number than that of the rank-K detector.
Another performance comparison was done for a multipath channel which is a
more realistic wireless channel. The parameters of the multipath channel which are
taken from  where they are derived from measurement results for IMT-2000 systems.
This comparison also showed the superiority of the rank-r detector with respect to the
rank-K detector where similar behaviors as in the case of AWGN channel are observed.
All simulations for both detectors in  and in  were done by using Akaike
information criterion (AIC) for tracking the rank of the signal subspace. In this thesis, we
have also searched the performance with minimum description length (MDL) information
criterion instead of AIC for both detectors. As a result, we have seen that MDL performed
better than AIC for both detectors. This is a new remark not mentioned in  and ,
and may be useful for further researches on the subject.
Finally, we compare the rank-K and the rank-r detectors with conventional and
adaptive MMSE and batch type JADE detectors based on the BER performances. Upon
this comparison, we may remind some notes here; JADE and conventional MMSE de-
tectors perform very close to each other whereas the BER of adaptive MMSE detector
is worse but very close to these previous two detectors. Rank-r detector performs best
when the SNR level of the desired user is negative. As the SNR of the desired user is
increased, BER of the rank-r detector becomes worse than the previous three but re-
mains close to them. Rank-K detector gives the worst BER results when compared to
others. As mentioned in the previous section, its BER performance increases only when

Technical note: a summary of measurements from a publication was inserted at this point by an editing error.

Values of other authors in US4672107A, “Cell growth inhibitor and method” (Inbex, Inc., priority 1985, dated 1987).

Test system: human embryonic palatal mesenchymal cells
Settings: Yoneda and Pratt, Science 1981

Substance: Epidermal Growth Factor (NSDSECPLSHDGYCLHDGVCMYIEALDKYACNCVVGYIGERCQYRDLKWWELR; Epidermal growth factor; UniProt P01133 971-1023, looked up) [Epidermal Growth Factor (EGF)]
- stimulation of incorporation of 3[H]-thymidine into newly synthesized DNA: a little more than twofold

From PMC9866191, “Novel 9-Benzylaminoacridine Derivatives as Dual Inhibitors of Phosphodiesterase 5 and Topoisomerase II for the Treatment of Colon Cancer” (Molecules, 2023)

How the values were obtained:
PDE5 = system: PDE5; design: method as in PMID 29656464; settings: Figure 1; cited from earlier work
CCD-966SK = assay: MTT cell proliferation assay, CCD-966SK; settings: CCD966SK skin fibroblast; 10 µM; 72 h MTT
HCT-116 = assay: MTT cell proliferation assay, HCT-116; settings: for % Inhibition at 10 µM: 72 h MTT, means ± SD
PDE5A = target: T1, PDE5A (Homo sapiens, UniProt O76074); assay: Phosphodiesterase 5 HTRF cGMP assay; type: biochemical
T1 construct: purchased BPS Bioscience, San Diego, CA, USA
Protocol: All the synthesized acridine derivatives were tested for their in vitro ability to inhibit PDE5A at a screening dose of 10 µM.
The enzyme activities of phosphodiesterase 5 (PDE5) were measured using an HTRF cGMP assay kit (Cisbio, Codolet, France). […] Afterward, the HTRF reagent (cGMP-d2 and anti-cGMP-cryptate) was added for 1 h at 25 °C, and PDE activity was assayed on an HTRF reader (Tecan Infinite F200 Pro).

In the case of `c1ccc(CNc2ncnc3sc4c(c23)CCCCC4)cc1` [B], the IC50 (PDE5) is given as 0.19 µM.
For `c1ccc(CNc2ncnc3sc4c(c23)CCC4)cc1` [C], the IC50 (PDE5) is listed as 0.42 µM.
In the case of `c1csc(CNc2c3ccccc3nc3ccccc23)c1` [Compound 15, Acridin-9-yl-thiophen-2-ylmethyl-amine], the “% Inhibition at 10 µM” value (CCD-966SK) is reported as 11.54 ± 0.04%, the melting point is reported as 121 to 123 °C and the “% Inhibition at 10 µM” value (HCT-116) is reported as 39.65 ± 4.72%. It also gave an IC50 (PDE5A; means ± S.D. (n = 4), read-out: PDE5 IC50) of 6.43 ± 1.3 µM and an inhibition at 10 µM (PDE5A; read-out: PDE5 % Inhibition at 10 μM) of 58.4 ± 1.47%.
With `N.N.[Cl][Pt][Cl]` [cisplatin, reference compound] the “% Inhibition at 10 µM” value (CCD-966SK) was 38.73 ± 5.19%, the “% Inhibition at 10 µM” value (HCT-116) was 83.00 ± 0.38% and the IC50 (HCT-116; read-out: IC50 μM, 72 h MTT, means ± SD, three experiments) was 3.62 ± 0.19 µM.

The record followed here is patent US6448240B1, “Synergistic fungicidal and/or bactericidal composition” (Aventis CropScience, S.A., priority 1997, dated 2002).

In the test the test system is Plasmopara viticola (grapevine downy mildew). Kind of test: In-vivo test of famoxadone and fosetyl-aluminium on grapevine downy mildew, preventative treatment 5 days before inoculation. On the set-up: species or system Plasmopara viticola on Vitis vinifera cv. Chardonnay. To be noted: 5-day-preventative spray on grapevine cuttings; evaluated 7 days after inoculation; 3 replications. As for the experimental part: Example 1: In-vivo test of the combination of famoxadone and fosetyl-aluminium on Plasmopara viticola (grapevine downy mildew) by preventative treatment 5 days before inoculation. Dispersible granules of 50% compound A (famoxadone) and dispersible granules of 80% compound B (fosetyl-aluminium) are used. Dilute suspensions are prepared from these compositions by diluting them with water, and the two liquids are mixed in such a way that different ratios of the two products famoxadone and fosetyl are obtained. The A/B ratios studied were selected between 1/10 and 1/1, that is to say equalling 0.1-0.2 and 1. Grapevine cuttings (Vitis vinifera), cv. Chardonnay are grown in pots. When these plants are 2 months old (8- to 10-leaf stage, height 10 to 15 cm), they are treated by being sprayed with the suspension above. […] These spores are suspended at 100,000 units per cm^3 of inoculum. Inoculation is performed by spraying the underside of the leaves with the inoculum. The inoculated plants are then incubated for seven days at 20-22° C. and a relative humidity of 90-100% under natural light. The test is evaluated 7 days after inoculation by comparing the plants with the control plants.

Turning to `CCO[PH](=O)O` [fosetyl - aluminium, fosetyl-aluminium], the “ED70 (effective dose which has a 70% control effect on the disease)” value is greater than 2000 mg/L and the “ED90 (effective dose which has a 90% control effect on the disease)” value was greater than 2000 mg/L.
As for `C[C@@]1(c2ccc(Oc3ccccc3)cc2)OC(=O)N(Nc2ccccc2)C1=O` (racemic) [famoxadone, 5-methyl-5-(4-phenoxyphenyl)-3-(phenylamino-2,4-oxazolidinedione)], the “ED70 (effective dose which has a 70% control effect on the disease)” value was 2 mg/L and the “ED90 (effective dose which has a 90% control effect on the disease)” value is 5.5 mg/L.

the SNR of the desired user is greater than the MAIs’ SNRs otherwise it remains still. As
a result, when working fashions either batch or sample-by-sample and prior information
requirements are taken into account rank-r (reduced-rank) detector seems to be a serious
alternative to all other blind and non-blind detectors.
As advices for future works on the subject, we should mention a disadvantage of
the reduced-rank blind adaptive MMSE detector. The most important one is the com-
putational speed of the algorithm that is used for this detector. The rank adaptation
algorithm of reduced-rank method is more computationally intensive compared to the
one of the rank-K method. Since LORAF1 has a computational complexity of O(NK2),
although its convergence speed is better, it is not as fast as PASTd of O(NK) , compu-
tationally. Some other algorithms may be searched for and tested with this detector in
order to track orthogonal eigenvectors with faster computation speed. Since, the infor-
mation criterion used with the algorithm clearly affects the capability and performance
of the detectors other information criteria, or the way of using more than one criterion
together may be searched.
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Table A.1: The IS-136 System FeaturesMultiple Access Scheme TDMASpectrum Allocation 824 - 849 Mhz Uplink
869 - 894 Mhz DownlinkChannel Bandwidth 30 kHzModulation Data Rate 48.6 kb/son an RF ChannelModulation π/4 - Shifted DQPSKNumber of Users 3 for full-rate speech and 6 for half-rate.per Channel There are 6 time slots / frame.Digital Coding of Speech Vector Sum Excited Linear Predictive coder
(VSELP) at 7.95 kb/s with 159 bits per20 ms frame.
Channel Coding Combination of 7 - bit CRC andConvolutional Coding of rate 1/2.
User Data Transfer Limited capability, such as short messagesCapability on a dedicated control channel (DCCH)
935 - 960 Mhz DownlinkChannel Bandwidth 200 kHzModulation Data Rate 270.8333 kb/son an RF ChannelModulation 0.3 GMSKNumber of Users per Channel 8 for full-rate speechDigital Coding of Speech Regular pulse Excitation with Long-Term Predictor
(RPE - LTP) at 13 kb/s for full-rate codingChannel Coding Combination of Block Coding and
Convolutional CodingUser Data Transfer Capability Circuit-switched data up to 12 kb/s and SMS